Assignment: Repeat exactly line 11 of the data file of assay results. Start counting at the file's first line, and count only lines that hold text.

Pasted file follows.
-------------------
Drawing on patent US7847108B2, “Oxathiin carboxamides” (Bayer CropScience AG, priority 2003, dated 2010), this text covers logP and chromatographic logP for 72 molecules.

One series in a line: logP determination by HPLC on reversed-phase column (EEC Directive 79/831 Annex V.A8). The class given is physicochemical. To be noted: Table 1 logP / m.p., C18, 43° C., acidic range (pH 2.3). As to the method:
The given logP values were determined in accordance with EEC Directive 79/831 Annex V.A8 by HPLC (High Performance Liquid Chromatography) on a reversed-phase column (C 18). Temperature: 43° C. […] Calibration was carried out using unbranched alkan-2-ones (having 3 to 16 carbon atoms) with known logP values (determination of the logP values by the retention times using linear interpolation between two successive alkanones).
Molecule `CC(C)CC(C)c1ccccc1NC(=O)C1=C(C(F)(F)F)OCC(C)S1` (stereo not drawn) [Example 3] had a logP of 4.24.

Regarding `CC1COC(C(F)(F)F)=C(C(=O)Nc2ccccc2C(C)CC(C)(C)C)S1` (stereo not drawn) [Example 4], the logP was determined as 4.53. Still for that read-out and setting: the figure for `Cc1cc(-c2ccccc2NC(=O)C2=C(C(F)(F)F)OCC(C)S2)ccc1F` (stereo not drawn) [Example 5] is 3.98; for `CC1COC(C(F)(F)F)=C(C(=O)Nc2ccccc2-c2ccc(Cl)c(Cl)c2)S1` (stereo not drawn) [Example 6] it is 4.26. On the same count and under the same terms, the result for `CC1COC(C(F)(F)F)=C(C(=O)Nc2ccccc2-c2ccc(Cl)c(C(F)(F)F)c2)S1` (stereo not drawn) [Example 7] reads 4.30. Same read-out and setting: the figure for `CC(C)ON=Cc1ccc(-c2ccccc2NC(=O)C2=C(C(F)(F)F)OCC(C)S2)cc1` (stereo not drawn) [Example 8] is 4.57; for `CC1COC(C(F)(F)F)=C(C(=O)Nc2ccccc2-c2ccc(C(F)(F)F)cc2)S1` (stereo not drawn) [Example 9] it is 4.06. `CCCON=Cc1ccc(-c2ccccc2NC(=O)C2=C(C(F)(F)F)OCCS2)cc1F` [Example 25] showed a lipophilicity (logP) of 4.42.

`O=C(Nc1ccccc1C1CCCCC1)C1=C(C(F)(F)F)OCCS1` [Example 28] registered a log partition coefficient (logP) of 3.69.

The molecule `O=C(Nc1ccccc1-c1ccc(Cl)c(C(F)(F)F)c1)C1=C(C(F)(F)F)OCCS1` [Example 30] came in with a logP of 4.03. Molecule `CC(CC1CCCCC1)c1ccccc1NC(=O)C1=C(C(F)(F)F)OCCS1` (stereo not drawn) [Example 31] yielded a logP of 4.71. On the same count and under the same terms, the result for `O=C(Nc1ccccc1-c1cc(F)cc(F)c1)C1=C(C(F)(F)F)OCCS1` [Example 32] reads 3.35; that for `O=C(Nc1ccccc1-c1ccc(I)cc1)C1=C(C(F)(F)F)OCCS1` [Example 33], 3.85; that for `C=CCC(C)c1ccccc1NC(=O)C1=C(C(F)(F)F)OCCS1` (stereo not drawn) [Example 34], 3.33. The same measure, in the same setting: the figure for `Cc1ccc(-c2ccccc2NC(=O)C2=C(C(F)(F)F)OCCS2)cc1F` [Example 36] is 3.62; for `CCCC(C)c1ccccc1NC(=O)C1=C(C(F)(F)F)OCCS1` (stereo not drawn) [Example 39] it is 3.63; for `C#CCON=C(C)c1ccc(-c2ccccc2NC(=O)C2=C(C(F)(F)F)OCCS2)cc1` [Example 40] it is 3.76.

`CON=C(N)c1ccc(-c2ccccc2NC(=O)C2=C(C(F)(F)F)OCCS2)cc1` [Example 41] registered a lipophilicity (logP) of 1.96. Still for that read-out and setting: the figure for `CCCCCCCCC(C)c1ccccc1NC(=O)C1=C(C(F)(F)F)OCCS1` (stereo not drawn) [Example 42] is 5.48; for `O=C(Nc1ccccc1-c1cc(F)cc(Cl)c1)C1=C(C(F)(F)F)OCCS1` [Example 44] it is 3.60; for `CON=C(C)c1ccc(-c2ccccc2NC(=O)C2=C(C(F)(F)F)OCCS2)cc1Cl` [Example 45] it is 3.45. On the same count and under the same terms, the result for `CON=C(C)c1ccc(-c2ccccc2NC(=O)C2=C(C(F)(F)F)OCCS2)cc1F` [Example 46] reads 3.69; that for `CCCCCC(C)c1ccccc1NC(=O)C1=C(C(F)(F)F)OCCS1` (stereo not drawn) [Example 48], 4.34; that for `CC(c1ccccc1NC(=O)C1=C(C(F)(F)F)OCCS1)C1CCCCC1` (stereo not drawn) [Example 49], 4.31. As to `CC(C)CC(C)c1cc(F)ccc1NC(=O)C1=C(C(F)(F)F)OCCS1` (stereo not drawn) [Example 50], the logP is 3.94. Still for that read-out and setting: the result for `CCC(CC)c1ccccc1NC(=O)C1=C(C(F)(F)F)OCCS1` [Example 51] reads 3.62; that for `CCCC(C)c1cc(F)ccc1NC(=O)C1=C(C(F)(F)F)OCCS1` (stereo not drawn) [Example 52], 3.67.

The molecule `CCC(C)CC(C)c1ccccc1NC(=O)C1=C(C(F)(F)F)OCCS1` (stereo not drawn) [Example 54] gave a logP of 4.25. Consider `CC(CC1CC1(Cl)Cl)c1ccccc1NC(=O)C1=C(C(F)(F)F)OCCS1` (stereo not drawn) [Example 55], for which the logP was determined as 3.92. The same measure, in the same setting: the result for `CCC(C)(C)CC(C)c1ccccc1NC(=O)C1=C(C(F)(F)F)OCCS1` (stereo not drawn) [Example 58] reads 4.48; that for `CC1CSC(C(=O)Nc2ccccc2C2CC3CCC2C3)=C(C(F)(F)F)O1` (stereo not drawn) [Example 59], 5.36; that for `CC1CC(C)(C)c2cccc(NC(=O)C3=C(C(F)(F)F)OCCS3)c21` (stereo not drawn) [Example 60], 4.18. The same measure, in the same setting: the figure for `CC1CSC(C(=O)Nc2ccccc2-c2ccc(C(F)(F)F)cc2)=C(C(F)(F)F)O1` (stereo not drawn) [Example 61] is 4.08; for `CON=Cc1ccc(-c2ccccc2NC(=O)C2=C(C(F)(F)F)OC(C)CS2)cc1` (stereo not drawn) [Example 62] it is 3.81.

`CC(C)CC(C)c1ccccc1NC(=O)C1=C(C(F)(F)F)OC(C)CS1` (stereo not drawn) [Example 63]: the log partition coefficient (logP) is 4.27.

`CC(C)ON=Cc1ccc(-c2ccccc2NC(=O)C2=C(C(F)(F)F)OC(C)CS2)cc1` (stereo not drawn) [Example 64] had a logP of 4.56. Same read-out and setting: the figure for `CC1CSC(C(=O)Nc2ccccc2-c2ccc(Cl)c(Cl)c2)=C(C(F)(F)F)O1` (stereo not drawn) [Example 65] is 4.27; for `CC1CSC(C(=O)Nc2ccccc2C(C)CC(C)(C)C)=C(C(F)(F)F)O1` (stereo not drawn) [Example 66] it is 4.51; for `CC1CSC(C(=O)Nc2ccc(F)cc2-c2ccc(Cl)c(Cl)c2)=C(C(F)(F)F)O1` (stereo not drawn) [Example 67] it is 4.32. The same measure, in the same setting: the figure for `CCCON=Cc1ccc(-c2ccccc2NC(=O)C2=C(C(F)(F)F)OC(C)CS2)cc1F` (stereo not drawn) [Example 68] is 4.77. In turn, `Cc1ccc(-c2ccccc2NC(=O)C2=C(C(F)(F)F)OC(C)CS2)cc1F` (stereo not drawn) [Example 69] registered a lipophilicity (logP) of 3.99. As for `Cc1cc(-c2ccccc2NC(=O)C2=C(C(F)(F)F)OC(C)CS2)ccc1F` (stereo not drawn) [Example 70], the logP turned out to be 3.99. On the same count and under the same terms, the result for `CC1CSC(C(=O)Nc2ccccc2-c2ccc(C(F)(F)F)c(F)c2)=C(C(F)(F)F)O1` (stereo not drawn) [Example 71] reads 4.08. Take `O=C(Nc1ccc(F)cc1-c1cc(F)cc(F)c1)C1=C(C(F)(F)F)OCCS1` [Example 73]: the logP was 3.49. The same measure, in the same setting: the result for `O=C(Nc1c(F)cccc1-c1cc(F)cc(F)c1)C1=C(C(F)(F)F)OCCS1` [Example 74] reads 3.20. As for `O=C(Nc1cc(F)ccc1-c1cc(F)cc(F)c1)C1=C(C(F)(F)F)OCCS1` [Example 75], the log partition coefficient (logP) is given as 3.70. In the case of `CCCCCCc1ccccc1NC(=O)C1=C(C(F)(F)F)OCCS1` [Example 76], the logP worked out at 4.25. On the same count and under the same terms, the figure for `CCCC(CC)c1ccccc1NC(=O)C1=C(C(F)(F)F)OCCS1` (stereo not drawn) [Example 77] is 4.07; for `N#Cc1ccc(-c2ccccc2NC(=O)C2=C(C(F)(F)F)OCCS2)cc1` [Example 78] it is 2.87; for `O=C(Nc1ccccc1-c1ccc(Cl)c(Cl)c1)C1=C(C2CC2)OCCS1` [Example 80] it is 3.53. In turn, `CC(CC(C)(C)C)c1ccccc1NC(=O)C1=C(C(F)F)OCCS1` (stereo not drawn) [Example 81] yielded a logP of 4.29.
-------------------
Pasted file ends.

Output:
`CC(C)ON=Cc1ccc(-c2ccccc2NC(=O)C2=C(C(F)(F)F)OC(C)CS2)cc1` (stereo not drawn) [Example 64] had a logP of 4.56. Same read-out and setting: the figure for `CC1CSC(C(=O)Nc2ccccc2-c2ccc(Cl)c(Cl)c2)=C(C(F)(F)F)O1` (stereo not drawn) [Example 65] is 4.27; for `CC1CSC(C(=O)Nc2ccccc2C(C)CC(C)(C)C)=C(C(F)(F)F)O1` (stereo not drawn) [Example 66] it is 4.51; for `CC1CSC(C(=O)Nc2ccc(F)cc2-c2ccc(Cl)c(Cl)c2)=C(C(F)(F)F)O1` (stereo not drawn) [Example 67] it is 4.32. The same measure, in the same setting: the figure for `CCCON=Cc1ccc(-c2ccccc2NC(=O)C2=C(C(F)(F)F)OC(C)CS2)cc1F` (stereo not drawn) [Example 68] is 4.77. In turn, `Cc1ccc(-c2ccccc2NC(=O)C2=C(C(F)(F)F)OC(C)CS2)cc1F` (stereo not drawn) [Example 69] registered a lipophilicity (logP) of 3.99. As for `Cc1cc(-c2ccccc2NC(=O)C2=C(C(F)(F)F)OC(C)CS2)ccc1F` (stereo not drawn) [Example 70], the logP turned out to be 3.99. On the same count and under the same terms, the result for `CC1CSC(C(=O)Nc2ccccc2-c2ccc(C(F)(F)F)c(F)c2)=C(C(F)(F)F)O1` (stereo not drawn) [Example 71] reads 4.08. Take `O=C(Nc1ccc(F)cc1-c1cc(F)cc(F)c1)C1=C(C(F)(F)F)OCCS1` [Example 73]: the logP was 3.49. The same measure, in the same setting: the result for `O=C(Nc1c(F)cccc1-c1cc(F)cc(F)c1)C1=C(C(F)(F)F)OCCS1` [Example 74] reads 3.20. As for `O=C(Nc1cc(F)ccc1-c1cc(F)cc(F)c1)C1=C(C(F)(F)F)OCCS1` [Example 75], the log partition coefficient (logP) is given as 3.70. In the case of `CCCCCCc1ccccc1NC(=O)C1=C(C(F)(F)F)OCCS1` [Example 76], the logP worked out at 4.25. On the same count and under the same terms, the figure for `CCCC(CC)c1ccccc1NC(=O)C1=C(C(F)(F)F)OCCS1` (stereo not drawn) [Example 77] is 4.07; for `N#Cc1ccc(-c2ccccc2NC(=O)C2=C(C(F)(F)F)OCCS2)cc1` [Example 78] it is 2.87; for `O=C(Nc1ccccc1-c1ccc(Cl)c(Cl)c1)C1=C(C2CC2)OCCS1` [Example 80] it is 3.53. In turn, `CC(CC(C)(C)C)c1ccccc1NC(=O)C1=C(C(F)F)OCCS1` (stereo not drawn) [Example 81] yielded a logP of 4.29.